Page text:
Immediately after the PCKDF’s ‘successful campaign’ in the so-called ICF World Championships, their ‘praise releases’ started churning out. They made the rounds on numerous TV and radio programs, and even went as far as to try to charm Malacanang into providing the same incentives as those given to the winners of the Asian Games 2018.
In trying to justify their ploy for incentives for their ‘grand achievements’ in the ICF tournament, they employed a two-pronged campaign:
a. they tried to portray the so-called ICF championship as a colossal event that carried the prestige, and consisted of the best athletes in the planet;
b. they tried to downplay the embarrassing loss in the Asian Games, stating that the games were not done fairly and squarely.
On the ICF’s so-called ‘World Championships’, here are some facts:
a. The event only had 13 participating countries, plus close to 400 paddlers. It did not even reach the ‘top 16 countries’ as their press releases brazenly claimed. This will not qualify for the PSC Incentives Program which calls for a certain minimum number of participant countries. The Asian Games 2018, for instance, had 45 participating countries, and tens of thousands of athletes.
b. The participants were NOT the top dragonboating countries in the world, as their press releases proudly advertised. China was not there, so with the national teams of other heavyweight countries. In fact, only 3 Asian countries joined (Philippines, Japan, Armenia), none of which were medalist countries in the Asian Games Traditional Boat Racing.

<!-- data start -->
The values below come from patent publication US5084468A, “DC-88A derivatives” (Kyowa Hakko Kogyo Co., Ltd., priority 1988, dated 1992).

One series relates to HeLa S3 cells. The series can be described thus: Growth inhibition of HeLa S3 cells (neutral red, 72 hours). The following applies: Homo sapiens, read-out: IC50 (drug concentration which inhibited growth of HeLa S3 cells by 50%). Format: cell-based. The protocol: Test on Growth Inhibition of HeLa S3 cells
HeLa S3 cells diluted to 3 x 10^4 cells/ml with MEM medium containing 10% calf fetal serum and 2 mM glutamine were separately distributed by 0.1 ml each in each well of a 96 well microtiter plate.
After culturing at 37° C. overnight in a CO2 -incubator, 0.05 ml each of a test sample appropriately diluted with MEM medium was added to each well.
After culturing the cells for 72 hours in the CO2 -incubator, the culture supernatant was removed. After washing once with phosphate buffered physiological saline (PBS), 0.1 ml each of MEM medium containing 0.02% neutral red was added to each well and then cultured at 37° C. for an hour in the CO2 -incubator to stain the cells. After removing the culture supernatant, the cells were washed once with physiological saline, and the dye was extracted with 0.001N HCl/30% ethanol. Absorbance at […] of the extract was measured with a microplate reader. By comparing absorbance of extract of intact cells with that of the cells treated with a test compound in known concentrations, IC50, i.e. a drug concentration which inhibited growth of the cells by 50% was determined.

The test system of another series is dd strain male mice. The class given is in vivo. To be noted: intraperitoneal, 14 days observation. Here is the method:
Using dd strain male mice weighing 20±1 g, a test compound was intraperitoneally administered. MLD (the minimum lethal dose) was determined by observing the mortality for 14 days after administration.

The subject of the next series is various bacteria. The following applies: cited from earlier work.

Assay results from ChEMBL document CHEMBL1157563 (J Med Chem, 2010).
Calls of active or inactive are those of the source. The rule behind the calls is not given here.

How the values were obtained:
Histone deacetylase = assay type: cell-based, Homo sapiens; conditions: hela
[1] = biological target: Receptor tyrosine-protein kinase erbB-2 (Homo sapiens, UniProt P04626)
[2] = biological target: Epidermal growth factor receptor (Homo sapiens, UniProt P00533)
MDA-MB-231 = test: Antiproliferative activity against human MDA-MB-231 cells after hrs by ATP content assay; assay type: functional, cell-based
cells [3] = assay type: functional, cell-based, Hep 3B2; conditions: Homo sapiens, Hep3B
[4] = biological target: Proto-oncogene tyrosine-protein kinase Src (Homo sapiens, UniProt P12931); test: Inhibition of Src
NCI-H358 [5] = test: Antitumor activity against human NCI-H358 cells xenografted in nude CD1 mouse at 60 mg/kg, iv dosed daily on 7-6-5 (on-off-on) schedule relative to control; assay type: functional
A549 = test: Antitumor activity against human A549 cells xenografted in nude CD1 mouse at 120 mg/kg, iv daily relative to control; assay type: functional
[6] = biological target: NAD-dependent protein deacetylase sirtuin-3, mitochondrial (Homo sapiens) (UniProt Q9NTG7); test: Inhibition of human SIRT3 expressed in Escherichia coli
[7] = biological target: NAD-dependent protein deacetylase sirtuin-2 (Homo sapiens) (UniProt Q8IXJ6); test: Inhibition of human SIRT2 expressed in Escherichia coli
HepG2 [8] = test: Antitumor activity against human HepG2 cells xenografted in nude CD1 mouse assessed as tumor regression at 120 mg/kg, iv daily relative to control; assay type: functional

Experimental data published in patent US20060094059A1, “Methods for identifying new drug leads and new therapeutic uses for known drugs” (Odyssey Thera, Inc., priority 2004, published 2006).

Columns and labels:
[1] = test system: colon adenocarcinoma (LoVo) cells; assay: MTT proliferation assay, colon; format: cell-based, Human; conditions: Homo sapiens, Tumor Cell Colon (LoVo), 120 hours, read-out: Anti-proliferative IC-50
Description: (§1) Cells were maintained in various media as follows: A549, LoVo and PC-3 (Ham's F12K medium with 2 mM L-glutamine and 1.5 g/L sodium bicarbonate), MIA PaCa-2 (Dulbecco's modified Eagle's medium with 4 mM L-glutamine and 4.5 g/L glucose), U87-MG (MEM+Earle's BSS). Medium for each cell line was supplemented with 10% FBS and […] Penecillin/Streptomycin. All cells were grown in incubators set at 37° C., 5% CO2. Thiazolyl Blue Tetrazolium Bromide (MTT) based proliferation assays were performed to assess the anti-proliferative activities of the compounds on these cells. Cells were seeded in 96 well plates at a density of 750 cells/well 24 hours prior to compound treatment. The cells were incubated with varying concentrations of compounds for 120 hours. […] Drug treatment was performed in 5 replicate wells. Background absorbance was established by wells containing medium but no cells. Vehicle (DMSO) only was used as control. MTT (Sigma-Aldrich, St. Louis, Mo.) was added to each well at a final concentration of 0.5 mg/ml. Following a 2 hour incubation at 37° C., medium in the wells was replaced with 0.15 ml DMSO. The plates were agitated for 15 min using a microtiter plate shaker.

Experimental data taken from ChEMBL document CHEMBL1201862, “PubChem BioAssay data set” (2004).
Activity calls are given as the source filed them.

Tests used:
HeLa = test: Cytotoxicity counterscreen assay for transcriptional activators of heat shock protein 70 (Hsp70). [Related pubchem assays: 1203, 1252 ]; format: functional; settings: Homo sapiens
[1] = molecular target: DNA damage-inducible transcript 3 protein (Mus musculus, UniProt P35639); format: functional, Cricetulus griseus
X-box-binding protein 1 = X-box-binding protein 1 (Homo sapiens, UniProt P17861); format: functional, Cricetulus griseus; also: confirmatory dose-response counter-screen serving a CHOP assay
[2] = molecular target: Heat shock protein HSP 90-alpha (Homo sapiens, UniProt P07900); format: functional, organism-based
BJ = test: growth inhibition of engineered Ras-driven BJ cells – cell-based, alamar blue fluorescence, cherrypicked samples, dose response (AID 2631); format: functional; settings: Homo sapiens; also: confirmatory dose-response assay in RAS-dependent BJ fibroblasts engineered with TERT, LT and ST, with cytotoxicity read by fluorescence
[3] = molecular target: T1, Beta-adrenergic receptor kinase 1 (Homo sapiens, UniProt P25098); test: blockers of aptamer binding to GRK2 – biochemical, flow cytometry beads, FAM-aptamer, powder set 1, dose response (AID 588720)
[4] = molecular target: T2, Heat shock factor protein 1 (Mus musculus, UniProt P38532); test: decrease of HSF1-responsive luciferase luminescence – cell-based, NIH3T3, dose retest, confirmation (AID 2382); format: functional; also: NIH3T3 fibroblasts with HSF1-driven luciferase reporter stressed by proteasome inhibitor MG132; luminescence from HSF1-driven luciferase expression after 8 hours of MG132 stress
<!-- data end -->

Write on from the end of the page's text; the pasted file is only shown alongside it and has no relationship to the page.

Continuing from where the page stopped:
c. Finally, the International Canoe Federation (ICF) is not the world governing body for dragonboating. The accepted International Federation for dragonboat is the International Dragon Boat Federation (IDBF). (Please read: Racing [under Dragon Boat]) This fact is supported by a pronouncement from the Court of Arbitration for Sport (CAS), the highest sports court in the world, which is recognized by the IOC. This explains why the heavyweight countries were not there to compete. The heavyweight teams – some of which competed in the Asian Games – are with the IDBF.
On PCKDF’s claim that they were cheated in the Asian Games, here are some of the PCKDF statements and the facts:
a. PCKDF President Jonnie Go claims that the boats were not sanctioned by the ICF. Fact: Dr Luk Wai Hung, the Jury Chairman of the competition, tactfully guided us to the competition Technical Handbook. The Handbook clearly states that the ICF and IDBF competition rules and regulations are in force. This was accepted by the teams prior to the competition. The boats were sanctioned by the ICF.
b. A PCKDF paddler made a dangerous insinuation, saying “if the games were organized fair and square, we would win most of the golds.” Fact: Dr Luk stressed that “there was no protest received by the Competition Committee nor the Technical Delegate – TBR during the games.” It appears that it is only the Philippines that feels they were unfairly treated by the Indon hosts. I will say it again. If the PCKDF sincerely believes that they were cheated, they should stop whining and man up. They should have sent a letter complaint to the Indonesian hosts immediately, instead of spreading irresponsible statements behind the Indons backs once they got home. That is a most cowardly thing to do.